英譯 english translation Tanja Wessels 中譯 Chinese translation wendi song
The Tricycle Thief, Maxim Bessmertny
Macau is a place of memories and inspiration for Maxim Bessmertny, the 25-year-old scriptwriter and director of The Tricycle Thief which premiered at This Is My City - The Creative Festival in November at Albergue SCM. It’s about a “universal” life story, focusing on colourful characters and a plot that could take place anywhere in the world, explains the director. The film was made with a very small budget but a lot of determination, and was recently selected for the Toronto International Film Festival 2014.
Born in Vladisvostok, Maxim moved to Macau in 1993 at the age of five and has grown up here ever since. He is the son of Konstantin Bessmertny, arguably one of the Macau’s most famous and recognizable painters.
He enjoys composing music and has studied philosophy, and is currently completing a master’s degree in film at New York University’s Tisch School of the Arts in Singapore, while simultaneously working on a feature film, a short, an advertisement and a music video. CLOSER snuck into his busy schedule to talk to him about his latest film.
Macau CLOSER: What is The Tricycle Thief about?
Maxim Bessmertny: It’s about a forgotten profession, a forgotten tradition. It’s about inequality, and how these characters - the rickshaw driver, the taxi driver, the tinsmiths - have to survive in a very corporate environment, and sometimes resort to sinful means to provide for their families, or to pay the rent. It’s a story about lowly characters who are human and inspirational, and for me all storytelling always starts with true characters, people who do things with their hands. Human beings are meant to produce things, they are not meant to create money; money is an imagined thing. These are characters that are interesting to watch in stories, and they are doing something, they are not just talking, because talking is boring to me.
Could the film be set anywhere in Asia, or is Macau specifically identified in the movie?
I never even think about Asian, Eurasian, European; for me it’s universal. Film, just like music, is a universal art. Do you listen to music or do you listen to American music, Italian music? If it’s good, it’s good, regardless of the continent or country. This film is really more about universal values, survival. In this case, vendettas, revenge, and blackmail; these are all things that we experience at some point in our lives.
Nonetheless, the film has been described as 100 percent Macau. Do you agree?
I think it can be 100 percent Macau, because I am 100 percent Macau, or at least 98 percent Macau - I’ve spent most of my life here. Also, there are the different characters that appear in the film such as rich gamblers in casinos and the taxi and rickshaw drivers, and the ladies who see you at the Chinese medicine clinics. That could also be what they mean when they say that.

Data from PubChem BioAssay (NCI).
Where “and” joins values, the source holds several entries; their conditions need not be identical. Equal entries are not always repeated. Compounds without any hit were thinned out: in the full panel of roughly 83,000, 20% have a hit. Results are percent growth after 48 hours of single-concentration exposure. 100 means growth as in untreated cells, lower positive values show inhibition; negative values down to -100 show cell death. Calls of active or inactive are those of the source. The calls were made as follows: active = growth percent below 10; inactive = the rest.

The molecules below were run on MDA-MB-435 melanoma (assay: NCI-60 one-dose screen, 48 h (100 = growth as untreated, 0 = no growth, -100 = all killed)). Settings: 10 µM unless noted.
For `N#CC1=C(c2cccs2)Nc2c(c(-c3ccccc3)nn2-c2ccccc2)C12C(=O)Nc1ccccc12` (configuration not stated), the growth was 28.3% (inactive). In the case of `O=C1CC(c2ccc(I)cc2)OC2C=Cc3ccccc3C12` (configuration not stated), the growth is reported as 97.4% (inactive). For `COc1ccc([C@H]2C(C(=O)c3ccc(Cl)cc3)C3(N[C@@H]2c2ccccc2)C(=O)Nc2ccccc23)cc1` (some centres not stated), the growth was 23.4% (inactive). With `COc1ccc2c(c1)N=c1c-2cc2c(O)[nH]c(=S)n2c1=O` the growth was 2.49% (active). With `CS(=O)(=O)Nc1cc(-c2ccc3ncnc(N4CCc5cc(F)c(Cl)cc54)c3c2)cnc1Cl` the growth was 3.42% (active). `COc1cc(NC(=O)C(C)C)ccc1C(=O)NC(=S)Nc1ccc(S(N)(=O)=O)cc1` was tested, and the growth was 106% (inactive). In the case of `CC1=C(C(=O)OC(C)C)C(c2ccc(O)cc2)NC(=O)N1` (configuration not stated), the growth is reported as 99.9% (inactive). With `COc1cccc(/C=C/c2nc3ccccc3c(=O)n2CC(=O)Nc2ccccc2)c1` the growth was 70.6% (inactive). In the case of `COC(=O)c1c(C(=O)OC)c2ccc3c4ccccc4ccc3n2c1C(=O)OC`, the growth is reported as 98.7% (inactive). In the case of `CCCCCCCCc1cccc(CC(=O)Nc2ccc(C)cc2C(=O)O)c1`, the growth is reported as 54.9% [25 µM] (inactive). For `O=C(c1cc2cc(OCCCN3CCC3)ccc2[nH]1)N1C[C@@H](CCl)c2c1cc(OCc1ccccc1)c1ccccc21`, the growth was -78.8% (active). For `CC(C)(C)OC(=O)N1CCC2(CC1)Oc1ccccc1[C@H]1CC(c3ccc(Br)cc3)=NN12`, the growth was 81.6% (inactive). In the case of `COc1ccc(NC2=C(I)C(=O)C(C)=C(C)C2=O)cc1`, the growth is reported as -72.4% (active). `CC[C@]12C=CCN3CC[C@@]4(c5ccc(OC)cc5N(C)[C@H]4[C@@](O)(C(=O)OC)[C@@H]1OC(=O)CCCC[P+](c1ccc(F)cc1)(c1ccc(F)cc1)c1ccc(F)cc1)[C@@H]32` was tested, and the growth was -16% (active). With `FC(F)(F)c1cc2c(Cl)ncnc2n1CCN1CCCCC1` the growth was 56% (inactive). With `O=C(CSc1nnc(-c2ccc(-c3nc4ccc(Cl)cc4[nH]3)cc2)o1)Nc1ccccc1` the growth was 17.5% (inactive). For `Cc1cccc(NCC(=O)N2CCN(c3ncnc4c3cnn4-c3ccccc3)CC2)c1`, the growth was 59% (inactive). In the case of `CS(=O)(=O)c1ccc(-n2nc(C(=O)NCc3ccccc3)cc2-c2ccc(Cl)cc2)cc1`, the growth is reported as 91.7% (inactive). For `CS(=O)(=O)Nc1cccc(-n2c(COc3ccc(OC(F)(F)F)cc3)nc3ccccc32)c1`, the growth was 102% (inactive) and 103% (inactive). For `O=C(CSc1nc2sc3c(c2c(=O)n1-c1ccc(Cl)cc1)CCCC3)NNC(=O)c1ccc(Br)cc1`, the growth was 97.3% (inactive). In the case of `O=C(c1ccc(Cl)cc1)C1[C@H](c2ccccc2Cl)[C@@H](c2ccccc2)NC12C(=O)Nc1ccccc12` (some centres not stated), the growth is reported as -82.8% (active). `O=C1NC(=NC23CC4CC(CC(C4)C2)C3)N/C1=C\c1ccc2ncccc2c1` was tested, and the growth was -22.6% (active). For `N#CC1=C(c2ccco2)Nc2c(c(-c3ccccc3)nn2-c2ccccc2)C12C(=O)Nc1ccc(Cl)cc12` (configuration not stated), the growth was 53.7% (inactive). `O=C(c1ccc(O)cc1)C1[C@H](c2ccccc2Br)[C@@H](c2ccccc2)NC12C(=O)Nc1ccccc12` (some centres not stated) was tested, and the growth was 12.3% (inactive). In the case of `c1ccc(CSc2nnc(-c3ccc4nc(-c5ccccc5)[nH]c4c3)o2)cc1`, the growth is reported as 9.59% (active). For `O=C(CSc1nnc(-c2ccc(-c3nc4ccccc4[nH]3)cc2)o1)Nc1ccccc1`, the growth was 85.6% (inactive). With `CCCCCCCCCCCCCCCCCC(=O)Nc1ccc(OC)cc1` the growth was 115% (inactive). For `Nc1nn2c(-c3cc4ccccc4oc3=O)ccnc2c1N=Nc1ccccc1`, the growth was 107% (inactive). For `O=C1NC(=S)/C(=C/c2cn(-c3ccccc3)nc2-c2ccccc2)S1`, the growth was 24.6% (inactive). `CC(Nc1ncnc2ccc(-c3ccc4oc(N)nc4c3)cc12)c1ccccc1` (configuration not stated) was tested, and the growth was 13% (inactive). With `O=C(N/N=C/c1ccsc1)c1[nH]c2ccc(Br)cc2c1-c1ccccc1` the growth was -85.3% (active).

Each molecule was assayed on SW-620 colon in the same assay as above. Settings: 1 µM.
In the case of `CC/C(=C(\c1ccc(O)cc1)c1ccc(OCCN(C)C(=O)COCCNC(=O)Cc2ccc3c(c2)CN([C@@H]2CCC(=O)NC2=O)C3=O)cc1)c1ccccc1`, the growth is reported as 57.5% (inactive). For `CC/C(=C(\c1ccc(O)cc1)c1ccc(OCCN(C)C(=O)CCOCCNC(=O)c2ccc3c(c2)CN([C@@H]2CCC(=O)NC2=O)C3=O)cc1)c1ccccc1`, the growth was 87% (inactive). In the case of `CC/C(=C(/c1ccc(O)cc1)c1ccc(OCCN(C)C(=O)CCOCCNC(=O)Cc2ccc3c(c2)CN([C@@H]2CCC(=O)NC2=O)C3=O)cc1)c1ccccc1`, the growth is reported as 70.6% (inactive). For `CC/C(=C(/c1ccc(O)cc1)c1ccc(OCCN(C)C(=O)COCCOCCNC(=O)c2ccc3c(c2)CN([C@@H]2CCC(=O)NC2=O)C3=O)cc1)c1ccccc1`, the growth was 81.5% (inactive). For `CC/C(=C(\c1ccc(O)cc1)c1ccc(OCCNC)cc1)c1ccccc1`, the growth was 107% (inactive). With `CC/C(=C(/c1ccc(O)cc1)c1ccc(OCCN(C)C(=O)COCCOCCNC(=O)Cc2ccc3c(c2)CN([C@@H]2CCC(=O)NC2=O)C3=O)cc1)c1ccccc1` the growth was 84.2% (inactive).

How important was it to you that the film was selected to be shown at the Toronto International Film Festival?
That was an honour. It was fantastic to be there and a great experience. It didn’t really hit me until I was there, how big this event was. You have Robert Downey Jr. and all these guys on the red carpet, and you are just a short filmmaker trying to meet people. But it’s great as there is a whole community of short filmmakers and this year there were 30 international short films for the first time ever, out of around 3,500 applicants. Having people congratulate me is great, but I don’t do this for attention. I just do it because I have to, because I don’t know what else I would be doing.
Where does music fit into your life at the moment?
I have never stopped playing. In high school I wanted to be a rock star. What I really enjoy is to create; writing songs for others, composing a song. I really hope to collaborate with more musicians; it’s the fun part of my life.
Do you think your father’s success as a painter has influenced the decisions you have made in life?
Absolutely. Maybe if I were 15 I would say I don’t, but of course I do. Art, music, you can’t be painting and playing classical music in the house and expect me to become a lawyer or an accountant. Like the director Jean Renoir; his father was the painter Pierre-Auguste Renoir, and he was very inspired by his father’s painting and his discipline.
But Jean’s drawings were really crap so he took to directing instead. So I at least hope to be disciplined in one of the many crafts of filmmaking since my drawing abilities are more cartoonish and less masterful.